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More Details
barrel

Vintage: 2009

Despite less than ideal climatic conditions, featuring storms which threatened an otherwise perfect year, most parts of California had an excellent year for viticulture. Chardonnays and Sauvignon Blancs were picked at optimum ripeness, and Californian white wine was just about as good as it could be. Surprises and overcoming difficulties summed up much of the United States' wine industry in 2009, and many of the results from Oregon, Washington State and all over California speak for themselves, with the flagship Cabernet Sauvignon grapes having developed healthy, thick skins and thus plenty of character and distinction. Elsewhere in the New World, South Africa had a very good year in 2009, and wineries across the cape of the African continent are proclaiming it a truly great vintage. In most of Europe, fine weather and punctual ripening periods produced some excellent wines, with many of the best coming out of France's Bordeaux and the surrounding regions. Merlot had an exceptionally good year in France, and wineries are proclaiming that the 2009 Merlot harvest was one of the best in living memory. Indeed, across most of France, ripening was relatively even, and red wine grapes such as Cabernet Franc, Syrah and others were reportedly highly characterful, with plenty of the required tannin levels with which to make high quality wines. Italy, too, had a very good 2009. Piedmont reported extremely favorable conditions throughout 2009, and their signature Nebbiolo grapes were more or less perfect when harvested, having benefited from the slight drop in temperature at the end of their ripening period. Veneto, too, had an enviable year, producing superb Pinot Grigio and Chardonnay wines in 2009.
green grapes

Varietal: Red Bordeaux

There are few regions in the world with stricter regulations in regards to wine production and grape varietals than those found in Bordeaux, France. Here, in the home of the world's finest wines, the type and quality of grapes used is of utmost importance, and the legendary wineries which work on the banks of the Gironde river have mastered the careful art of juice blending to find the perfect balance for their produce. Whilst there are six 'official' Bordeaux grapes, the two key varietals for almost every fine Bordeaux wine are Cabernet Sauvignon and Merlot, and with good reason. Whilst Cabernet Sauvignon grapes are renowned for their acidity and astringency, strong fruit and spice flavors and full body, Merlot grapes are notably rounded, soft, fleshy and lighter on tannin. The combination of these two varietals, along with a small percentage of (commonly) Petit Verdot or Cabernet Franc, is the perfect balancing act – the two grape varietals cancel out each others weaker points, and accentuate all that is good about the other.
barrel

Region: Bordeaux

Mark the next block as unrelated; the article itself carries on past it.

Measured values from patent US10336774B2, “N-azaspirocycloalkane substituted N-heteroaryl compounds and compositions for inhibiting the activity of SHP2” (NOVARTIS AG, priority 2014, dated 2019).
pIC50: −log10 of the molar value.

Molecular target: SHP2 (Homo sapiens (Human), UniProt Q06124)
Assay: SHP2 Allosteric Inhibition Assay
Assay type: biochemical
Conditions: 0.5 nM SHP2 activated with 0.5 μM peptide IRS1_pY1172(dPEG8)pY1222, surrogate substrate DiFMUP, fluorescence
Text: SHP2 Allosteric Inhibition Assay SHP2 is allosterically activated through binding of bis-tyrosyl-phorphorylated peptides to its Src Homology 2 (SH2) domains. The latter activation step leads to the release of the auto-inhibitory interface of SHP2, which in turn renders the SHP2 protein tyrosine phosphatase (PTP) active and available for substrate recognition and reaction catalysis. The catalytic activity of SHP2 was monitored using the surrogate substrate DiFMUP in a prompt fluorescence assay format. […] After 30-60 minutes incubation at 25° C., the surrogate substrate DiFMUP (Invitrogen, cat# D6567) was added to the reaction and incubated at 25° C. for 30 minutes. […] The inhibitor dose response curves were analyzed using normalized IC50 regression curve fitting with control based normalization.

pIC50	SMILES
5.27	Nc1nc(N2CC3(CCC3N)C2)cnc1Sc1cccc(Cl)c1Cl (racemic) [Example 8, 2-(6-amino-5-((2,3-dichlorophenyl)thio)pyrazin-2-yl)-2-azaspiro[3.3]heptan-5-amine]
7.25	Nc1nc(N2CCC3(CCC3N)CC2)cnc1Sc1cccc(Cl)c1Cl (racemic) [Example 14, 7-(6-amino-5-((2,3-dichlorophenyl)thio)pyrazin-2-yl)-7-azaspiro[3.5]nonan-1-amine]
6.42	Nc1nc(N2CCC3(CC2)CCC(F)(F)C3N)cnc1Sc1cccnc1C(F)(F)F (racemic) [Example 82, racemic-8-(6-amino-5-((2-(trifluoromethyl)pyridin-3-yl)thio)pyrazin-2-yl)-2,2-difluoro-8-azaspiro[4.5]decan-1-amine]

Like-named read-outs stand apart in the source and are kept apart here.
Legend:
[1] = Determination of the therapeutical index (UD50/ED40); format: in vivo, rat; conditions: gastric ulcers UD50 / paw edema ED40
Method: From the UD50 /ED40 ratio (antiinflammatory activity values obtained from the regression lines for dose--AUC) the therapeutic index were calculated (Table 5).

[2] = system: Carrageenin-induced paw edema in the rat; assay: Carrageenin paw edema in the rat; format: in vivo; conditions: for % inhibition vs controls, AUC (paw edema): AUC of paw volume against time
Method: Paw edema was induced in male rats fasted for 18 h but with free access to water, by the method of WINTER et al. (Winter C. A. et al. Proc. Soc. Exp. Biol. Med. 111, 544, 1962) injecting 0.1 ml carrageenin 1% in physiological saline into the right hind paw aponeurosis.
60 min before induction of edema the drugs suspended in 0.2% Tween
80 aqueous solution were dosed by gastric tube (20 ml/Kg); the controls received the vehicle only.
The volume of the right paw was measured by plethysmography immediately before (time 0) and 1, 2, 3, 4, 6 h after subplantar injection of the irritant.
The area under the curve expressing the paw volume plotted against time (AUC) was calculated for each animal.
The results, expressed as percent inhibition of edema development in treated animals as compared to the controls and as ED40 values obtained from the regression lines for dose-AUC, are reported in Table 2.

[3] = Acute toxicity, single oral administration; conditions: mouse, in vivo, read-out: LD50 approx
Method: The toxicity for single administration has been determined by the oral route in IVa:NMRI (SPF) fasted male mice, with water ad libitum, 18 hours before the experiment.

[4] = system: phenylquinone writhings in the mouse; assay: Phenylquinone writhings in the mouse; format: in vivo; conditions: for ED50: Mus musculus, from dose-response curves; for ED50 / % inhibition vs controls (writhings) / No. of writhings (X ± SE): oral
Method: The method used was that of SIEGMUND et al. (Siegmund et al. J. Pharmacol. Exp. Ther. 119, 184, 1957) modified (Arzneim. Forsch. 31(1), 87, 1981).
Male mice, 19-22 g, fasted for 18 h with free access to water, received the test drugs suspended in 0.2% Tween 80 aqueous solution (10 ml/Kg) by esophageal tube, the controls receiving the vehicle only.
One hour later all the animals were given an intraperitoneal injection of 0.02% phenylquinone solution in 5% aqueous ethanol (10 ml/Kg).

Of all the wine regions in France, the mostly highly esteemed and famous is surely Bordeaux. Most commonly associated with their superb examples of blended red wines, usually made with a blend of Cabernet Sauvignon, Merlot and Petit Verdot varietals, Bordeaux consistently demonstrates that their mix of traditional and modern wine-making styles is the recipe for fame and success. The region benefits greatly from its humid climate, and the fact that its clay and gravel based soils are perfect for growing the fine grape varietals which flourish there. The region is split into quite distinct sub-regions, with the finest generally believed to be the Left Bank and the Médoc region, where many of the most well known chateaux are based and produce their wonderful red and white wines.
fields

Country: France

French winemakers are subjected to several laws and regulations regarding the wines they produce, and how they can be labeled and sold. Such procedures are designed to increase the overall quality of the country's produce, and also to ensure that wines made in each particular region or appellation are of a character and type which is representative of the area. Thankfully for consumers of wine world-wide, the French have a particularly high reputation to uphold, and seem to do so flawlessly. Every year, wineries from all over France produce millions upon millions of bottles of fine wine, making the most of their native grape varieties and the excellent terrain which covers most of the country. From the expensive and exquisite red wines of Bordeaux and Burgundy, to the white wines and cremants of central France, the French are dedicated to providing the world with wines of the highest quality and most distinctive character.
bottle and glass

Appellation: Saint Emilion

Saint Emilion is a very special sub-region found in France's Bordeaux, and is situated on the highly esteemed and world renowned right bank of the Gironde river. Here, the mineral rich gravel and clay based soils provide plenty of nutrition and character to the grape varietals which are grown, and the warm and sunny climate helps them ripen each year to their fullest. The majority of the chateaus in Saint Emilion produce blended red wines, using a carefully balanced blend of Cabernet Sauvignon, Cabernet Franc and Merlot grapes. The result is something truly wonderful – finely crafted red wines which express all of the finest points of each varietal, and holding plenty of fascinating and complex character, flavors and aromas which have helped make this sub-region one of the best in the world.